The Finnish War was fought from 1808 to 1809 between Russia and Sweden. The reason for the war were the Treaties of Tilsit made between Russia and France on 7 July 1807. In the treaties, France and Russia had become allies and Russia had promised to pressure, with armed force if necessary, Sweden and other countries to join the Continental System against the United Kingdom, an embargo that France would have used to strengthen its position against the maritime power of the United Kingdom.
The last Grand Duke of Finland during the Swedish era was Gustav IV Adolf's second son Karl Gustaf, who was born 1802 and died as an infant 1805. As a result of the Finnish War, Finland, the Åland islands, parts of Swedish Lapland and parts of Västerbotten, were ceded to Russia and became the autonomous Grand Duchy of Finland, within the Russian Empire and ruled by the Emperor of Russia as Grand Duke.
- Tarkiainen, Kari (2010). Ruotsin itämaa. Porvoo: Svenska litteratursällskapet i Finland. pp. 167–170. ISBN 9789515832122.
- Georg Haggren, Petri Halinen, Mika Lavento, Sami Raninen ja Anna Wessman (2015). Muinaisuutemme jäljet. Helsinki: Gaudeamus. pp. 420–421.
- Tarkiainen, Kari (2010). Ruotsin itämaa. Porvoo: Svenska litteratussällskapet i Finland. pp. 134–136.
- Tarkiainen, Kari (2010). Ruotsin itämaa. Porvoo: Svenska litteratursällskapet i Finland. pp. 143–147.
- Kemiläinen, Aira (2004). Kansallinen identiteetti Ruotsissa ja Suomessa 1600-1700-luvuilla. Tieteessä tapahtuu 8/2004. pp. 25–26.
- "Suomi osana Ruotsin valtakuntaa". finnica.fi.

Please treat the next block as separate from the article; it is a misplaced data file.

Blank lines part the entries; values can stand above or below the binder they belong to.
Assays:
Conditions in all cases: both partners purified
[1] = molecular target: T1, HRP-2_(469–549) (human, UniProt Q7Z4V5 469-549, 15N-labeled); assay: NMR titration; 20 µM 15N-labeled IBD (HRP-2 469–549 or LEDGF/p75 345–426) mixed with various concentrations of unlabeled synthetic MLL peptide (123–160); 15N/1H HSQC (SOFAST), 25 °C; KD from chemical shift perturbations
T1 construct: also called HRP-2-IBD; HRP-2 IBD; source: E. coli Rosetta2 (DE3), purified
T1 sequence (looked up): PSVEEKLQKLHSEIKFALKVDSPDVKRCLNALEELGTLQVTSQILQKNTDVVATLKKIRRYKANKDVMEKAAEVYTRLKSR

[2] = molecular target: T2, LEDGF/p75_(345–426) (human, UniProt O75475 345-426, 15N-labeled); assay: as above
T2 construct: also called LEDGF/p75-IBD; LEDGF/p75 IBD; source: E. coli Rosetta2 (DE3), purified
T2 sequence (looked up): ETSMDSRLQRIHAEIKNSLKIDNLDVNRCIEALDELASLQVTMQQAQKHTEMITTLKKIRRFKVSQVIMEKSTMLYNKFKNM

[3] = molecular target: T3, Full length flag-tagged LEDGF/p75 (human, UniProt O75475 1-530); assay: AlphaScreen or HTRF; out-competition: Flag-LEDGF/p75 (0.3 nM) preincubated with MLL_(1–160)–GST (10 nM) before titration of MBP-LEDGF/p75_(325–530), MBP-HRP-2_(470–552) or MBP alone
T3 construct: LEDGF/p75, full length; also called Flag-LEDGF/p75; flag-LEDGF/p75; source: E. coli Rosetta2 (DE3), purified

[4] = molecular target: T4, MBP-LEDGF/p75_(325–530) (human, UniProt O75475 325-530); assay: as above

- Tarkiainen, Kari (2010). Ruotsin itämaa. Helsinki: Svenska litteratursällskapet i Finland. p. 235. ISBN 978-951-583-212-2.
- Englund, Peter: Suuren sodan vuodet, Finnish language version, introduction. See also: finnica.fi.
- Georg Haggren, Petri Halinen, Mika Lavento, Sami Raninen ja Anna Wessman (2015). Muinaisuutemme jäljet. Helsinki: Gaudeamus. p. 376.
- Uino, Pirjo (1997). Ancient Karelia. Helsinki: Suomen muinaismuistoyhdistyksen aikakausikirja 104. p. 201.
- Edited by Seppo Zetterberg (1987). "Eerik-kuningas ja Henrik-piispa Suomessa" Suomen historian pikkujättiläinen. Helsinki: WSOY. pp. 48–52. ISBN 951-0-14253-0.
- Tarkiainen, Kari (2010). Ruotsi itämaa. Svenska litteratursällskapet i Finland. ISBN 978-951-583-212-2.
- Georg Haggren, Petri Halinen, Mika Lavento, Sami Raninen ja Anna Wessman (2015). Muinaisuutemme jäljet. Helsinki: Gaudeamus. p. 343.
- Edited By Martti Linna (1989). Suomen varhaiskeskiajan lähteitä. Historian aitta. pp. 82–85. ISBN 9789519600611.
- Harry Lönnroth ja Martti Linna (2013). Eerikronikka. Suomalaisen kirjallisuuden seura. pp. 71–72.
- Holappa, Veli: Verot ja oikeuslaitos 1500-1600 -luvulla: Keskiaikainen oikeudenkäyttö Archived 2013-12-14 at the Wayback Machine.
- Katajala, Kimmo: Suomalainen kapina, p. 136.
- Ylikangas, Heikki: Nuijasota, p. 174.
- Katajala, pp. 124–137.
- Salminen, Tapio: Suomen linnojen ja voutikuntien hallinto 1412-1448, pp. 37–38. Master's thesis, University of Tampere 1993.
- Nenonen, Marko; Kervinen, Timo: Finnish witch trials in synopsis (1500-1750) Archived June 28, 2008, at the Wayback Machine.
- "Jumalan laki astuu voimaan". Archived from the original on 2008-06-28. Retrieved 2014-08-12.
- Katajala, Kimmo: Miksi nuijasota syttyi Pohjanmaalla?
- Ylikangas, Heikki: Nuijasota, 1997, pp. 358–359. ISBN 951-1-14253-4.
- "Suomi - Vapauden ja hyödyn aika". fennica.fi.
- Pieni tietosanakirja: Suomi, pp. 478–490.
- "Porthan-Seura". Archived from the original on 2011-11-01. Retrieved 2014-08-16.
- Jutikkala-Pirinen: Kivikaudesta Koivistoon, 1989, pp. 194, 196, 205, the same in the 2002 edition.
- Juva, p. 114; Cederberg, A. R.: Suomen historia vapauden ajalla, I-II, 1942 and 1947.
- Vahtola, Jouko: Suomen historia: Jääkaudesta Euroopan unioniin. Otava, 2003, Helsinki (4th edition 2005). ISBN 951-1-17397-9.
- Zetterberg, Seppo (ed.): Suomen historian pikkujättiläinen. WSOY, 1987, Helsinki. ISBN 951-0-14253-0.
- Korhonen, Arvi (ed.): Suomen historian käsikirja, previous part. WSOY, 1949, Porvoo – Helsinki.
- Karonen, Petri: Pohjoinen suurvalta: Ruotsi ja Suomi 1521-1809. WSOY, 1999, Helsinki. ISBN 951-0-23739-6.
- Pohjolan-Pirhonen, Helge: Suomen historia 1523-1617. WSOY, 1960, Porvoo – Helsinki.